A photographer who was jostled by the Queen’s Guard said he had been distracted because he was handing over his Canon camera gear to his wife and didn’t hear the soldiers coming.
Gerry Weatherhead had been in London to take photos of Trooping the Colour [Photo credit: © Gerry Weatherhead]
The seemingly unstoppable soldiers ploughed into Gerry Weatherhead, a semi-professional photographer who had inadvertently wandered into their path in a recording posted on YouTube which has gone viral.
‘It was more embarrassing than anything else,’ said Gerry, who had been using a Canon EOS-1D Mark III and a 70-200mm f/2.8 lens for shooting Trooping the Colour.
In an interview with Amateur Photographer, the 58-year-old, from Haverhill in Suffolk, denied he was an ‘idiot tourist,’ as one witness had suggested in the video.
Gerry explained he had his back to the soldiers because he was handing his camera kit to his wife, Ros, before making a trip to the toilet in St James’s Park on 13 June.
‘It was a public area, in a city with lots of tourists and lots of noise,’ he said, adding that the incident lasted all of 30 seconds. ‘I just didn’t hear them coming.’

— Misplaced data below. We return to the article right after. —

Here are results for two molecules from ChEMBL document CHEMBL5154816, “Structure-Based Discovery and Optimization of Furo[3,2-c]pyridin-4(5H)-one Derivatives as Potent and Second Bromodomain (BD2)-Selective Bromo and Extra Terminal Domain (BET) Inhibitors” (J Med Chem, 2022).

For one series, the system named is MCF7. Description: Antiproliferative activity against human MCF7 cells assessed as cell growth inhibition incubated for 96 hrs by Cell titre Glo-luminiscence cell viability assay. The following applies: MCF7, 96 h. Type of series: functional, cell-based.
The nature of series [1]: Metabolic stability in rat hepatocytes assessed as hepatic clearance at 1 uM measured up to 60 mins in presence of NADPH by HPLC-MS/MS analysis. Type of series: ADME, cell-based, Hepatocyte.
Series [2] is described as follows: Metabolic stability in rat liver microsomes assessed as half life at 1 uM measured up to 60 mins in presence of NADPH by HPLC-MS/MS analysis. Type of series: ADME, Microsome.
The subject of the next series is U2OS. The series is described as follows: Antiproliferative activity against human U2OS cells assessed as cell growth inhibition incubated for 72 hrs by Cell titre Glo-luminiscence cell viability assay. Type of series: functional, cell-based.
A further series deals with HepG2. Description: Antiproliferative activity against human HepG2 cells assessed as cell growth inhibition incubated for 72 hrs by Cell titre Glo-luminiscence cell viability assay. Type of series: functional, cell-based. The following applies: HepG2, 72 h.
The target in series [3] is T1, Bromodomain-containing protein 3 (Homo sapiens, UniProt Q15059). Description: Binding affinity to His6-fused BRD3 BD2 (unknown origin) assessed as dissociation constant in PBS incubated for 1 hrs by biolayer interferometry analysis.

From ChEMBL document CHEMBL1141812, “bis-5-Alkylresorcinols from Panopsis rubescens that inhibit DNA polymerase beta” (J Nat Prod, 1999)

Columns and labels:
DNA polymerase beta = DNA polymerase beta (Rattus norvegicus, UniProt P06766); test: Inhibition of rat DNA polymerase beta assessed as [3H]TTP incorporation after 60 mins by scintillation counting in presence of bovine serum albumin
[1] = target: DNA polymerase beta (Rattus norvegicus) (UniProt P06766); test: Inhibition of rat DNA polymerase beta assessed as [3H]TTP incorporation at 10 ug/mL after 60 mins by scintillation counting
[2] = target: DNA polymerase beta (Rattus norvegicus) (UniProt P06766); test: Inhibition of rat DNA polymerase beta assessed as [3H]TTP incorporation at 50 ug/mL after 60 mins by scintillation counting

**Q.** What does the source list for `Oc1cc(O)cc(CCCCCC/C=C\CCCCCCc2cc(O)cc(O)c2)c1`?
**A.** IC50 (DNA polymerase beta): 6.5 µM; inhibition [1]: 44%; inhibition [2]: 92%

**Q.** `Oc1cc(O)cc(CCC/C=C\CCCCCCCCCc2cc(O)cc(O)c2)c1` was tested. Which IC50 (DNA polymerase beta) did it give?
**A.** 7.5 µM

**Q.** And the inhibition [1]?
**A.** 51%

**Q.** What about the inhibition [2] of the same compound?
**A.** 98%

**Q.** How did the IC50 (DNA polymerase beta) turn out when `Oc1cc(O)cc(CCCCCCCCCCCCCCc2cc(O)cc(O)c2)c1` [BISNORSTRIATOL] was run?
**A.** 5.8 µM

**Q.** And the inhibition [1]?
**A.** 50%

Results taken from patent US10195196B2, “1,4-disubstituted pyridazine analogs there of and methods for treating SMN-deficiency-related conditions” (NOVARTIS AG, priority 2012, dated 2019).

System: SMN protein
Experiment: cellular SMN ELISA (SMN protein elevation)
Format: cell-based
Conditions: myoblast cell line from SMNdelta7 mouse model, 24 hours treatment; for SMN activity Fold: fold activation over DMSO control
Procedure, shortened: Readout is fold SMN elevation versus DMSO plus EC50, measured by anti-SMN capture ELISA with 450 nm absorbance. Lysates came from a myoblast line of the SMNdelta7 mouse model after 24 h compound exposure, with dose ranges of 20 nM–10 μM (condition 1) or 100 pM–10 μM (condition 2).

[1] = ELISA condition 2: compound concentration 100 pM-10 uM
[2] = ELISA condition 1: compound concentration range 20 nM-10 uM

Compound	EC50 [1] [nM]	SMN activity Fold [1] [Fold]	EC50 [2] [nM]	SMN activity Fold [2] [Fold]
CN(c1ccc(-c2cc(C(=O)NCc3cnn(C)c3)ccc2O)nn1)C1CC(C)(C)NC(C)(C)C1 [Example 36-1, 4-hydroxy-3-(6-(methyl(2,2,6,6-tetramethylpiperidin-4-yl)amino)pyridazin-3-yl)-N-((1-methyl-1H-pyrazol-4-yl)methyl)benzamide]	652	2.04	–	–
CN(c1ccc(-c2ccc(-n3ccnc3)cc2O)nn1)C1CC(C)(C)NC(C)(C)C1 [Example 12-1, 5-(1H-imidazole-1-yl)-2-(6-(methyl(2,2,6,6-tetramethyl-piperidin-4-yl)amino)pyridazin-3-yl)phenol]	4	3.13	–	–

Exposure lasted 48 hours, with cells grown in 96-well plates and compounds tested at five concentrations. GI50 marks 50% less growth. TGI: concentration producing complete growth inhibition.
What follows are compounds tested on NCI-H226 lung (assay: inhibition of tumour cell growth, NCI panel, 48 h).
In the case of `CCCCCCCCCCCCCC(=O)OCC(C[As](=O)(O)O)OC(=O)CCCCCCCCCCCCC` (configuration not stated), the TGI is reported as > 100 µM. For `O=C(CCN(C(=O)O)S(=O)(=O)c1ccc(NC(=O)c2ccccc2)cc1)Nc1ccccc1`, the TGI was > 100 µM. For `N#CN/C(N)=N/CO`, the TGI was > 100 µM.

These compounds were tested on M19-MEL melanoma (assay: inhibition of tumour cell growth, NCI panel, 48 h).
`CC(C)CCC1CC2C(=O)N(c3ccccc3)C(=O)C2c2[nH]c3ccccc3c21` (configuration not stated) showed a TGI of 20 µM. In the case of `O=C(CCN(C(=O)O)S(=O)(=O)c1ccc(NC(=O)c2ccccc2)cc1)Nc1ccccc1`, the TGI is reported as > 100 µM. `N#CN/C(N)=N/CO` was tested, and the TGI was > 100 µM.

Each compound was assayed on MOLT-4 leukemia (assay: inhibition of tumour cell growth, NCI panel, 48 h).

One of the soldiers is heard to shout, ‘Make way, move!’, but only as Gerry was already being shoved along the path out of their way.
Afterwards, a bystander is heard to cry out: ‘Stupid man’.
Gerry, a former RAF aircraft engineer, said he had been in the capital for Trooping the Colour and was proud to be there, his father having served in the Grenadiers.
‘It was always known that they [the soldiers] shout, “Make way”, before they get to you.’
However, Gerry bears no resentment towards the soldiers, despite them not appearing to issue any audible warning of their approach until it was too late.
‘If it was to happen again, they are the finest bunch of chaps to get run over by,’ he added.
Asked whether he plans to complain about his treatment, he quipped: ‘I might sue the Queen.’
Gerry has been a semi-professional photographer for more than 25 years.
The photographer’s clients include Gerry’s local pub, which displays his work on its walls.